For the third time in five years Bobby April's special teams units are the league's best. In the annual rankings compiled by Dallas Morning News columnist Rick Gosselin, who is the architect of the 22-category system for the NFL's special teams units, Buffalo was again atop the list matching their top rankings of 2004 and 2005.
Over the last five seasons the Bills' special teams units have been arguably the most dominant in football ranking, first, first, third, fourth and first in the league.
Buffalo, which was third heading into the final week of this past season, vaulted ahead of Tennessee and Cleveland into the top spot come season's end. The lower a team's composite score the better. The Bills had a figure of 254, Tennessee was second (268.5) and Cleveland third (269).
April's group ranked first in only two of the 22 categories used to determine the league's top unit, but were in the top five in five other categories and in the top 10 in seven others. That consistency through several areas of special teams allowed Buffalo to rise to the top.
But that consistency was not there at the beginning of the season. With a host of new players and undrafted free agents making up a good portion of his units, the performance steadily improved as the season wore on. Still by midseason there was a big jump Buffalo's special teamers would have to make to be in striking distance of the top spot.
"It was fun to watch us during the season creep up in the standings," said Brian Moorman. "The first time he showed the standings everybody thought we'd be in the top five, but when we all saw we were further down than we thought the overall gasp in the meeting room was proof that the guys take this seriously as far as being among the top ranked units in the league and most importantly being number one."
In the end new players like Marcus Buggs, Reggie Corner, Jon Corto, Derek Fine and Leodis McKelvin proved to be effective replacements for the veteran core that was not retained from previous seasons and that's what makes this year's number one finish all the more impressive.
"A lot of guys had to step up for the first time and we used guys like Marcus Buggs when we lost Bryan Scott and Keith Ellison when they had to start on defense," said special teams coordinator Bobby April. "We also lost (John) DiGiorgio to a knee injury, so we had a lot of guys that had to come into the mix.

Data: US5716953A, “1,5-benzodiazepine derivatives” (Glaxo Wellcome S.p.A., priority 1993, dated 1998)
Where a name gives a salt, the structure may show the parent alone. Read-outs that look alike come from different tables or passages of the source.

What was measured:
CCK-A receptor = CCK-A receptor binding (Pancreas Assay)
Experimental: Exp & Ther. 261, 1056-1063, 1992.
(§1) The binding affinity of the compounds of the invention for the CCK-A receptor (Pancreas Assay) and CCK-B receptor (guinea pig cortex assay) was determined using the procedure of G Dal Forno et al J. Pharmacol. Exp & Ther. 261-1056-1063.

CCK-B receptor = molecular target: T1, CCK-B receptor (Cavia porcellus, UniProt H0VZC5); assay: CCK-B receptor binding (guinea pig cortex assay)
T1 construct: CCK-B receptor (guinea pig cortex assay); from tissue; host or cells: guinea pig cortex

"Most of them were first time guys and a lot of them were guys that were free agents and generally if those guys have toughness and are willing to compete you can make something happen. But usually you don't have the majority of your team made up of as many young guys as we do. When they're all young and relatively inexperienced, it's hard to do a good job, but they did a great job."
But if you ask the players about the results they were able to produce they point to their special teams coordinator, who they feel had the best coaching season of his career in light of the lineup adjustments he had to make on a weekly basis.
"You'd be hard pressed not to say this was his best season," said Moorman. "When you look at it Leodis stepped in as a rookie as a kick returner and no one really knew exactly what was going to happen. Leodis is obviously very, very talented, but we also had a lot of new faces on the return unit and he can't do it without blocking. That success that we had comes from coaching. Then everything else factored in with all the other units and all the new faces and all the adjustments he had to make before and during the season, it's hard to say it was not his best year."
Among some of the notable efforts that helped the Bills in the special teams rankings were Rian Lindell's career-high 10 touchbacks, which helped their kick coverage ranking (2nd). The Bills specialists also scored three touchdowns (Ryan Denney, Roscoe Parrish, Leodis McKelvin). In addition Buffalo set a team low in punt return yards under April thanks in large part to Moorman.
"Brian only gave up 187 yards in punt return yards," said April. "Compare that to his first year and it was 500 and something. Every year that number has gone down. You only give up 187 yards in 16 games and you're only surrendering 13 yards a game. That's impressive."
And under April Buffalo's special teams also set a mark for fewest penalties in a season.
"We only had 11 penalties for the year and a couple were intentional where you're taking five yards to back up before a punt," said April. "It's unbelievable, especially as aggressive as we play."
But the way all of the inexperienced youth he had at his disposal performed in 2008 is what gave April more satisfaction than the numbers.
"They studied, they practiced well, they were intense during the games," said April. "It was a great collection of guys to work with and I was really happy with the season working with those guys."
With the league's number one ranking April and his men are even happier now.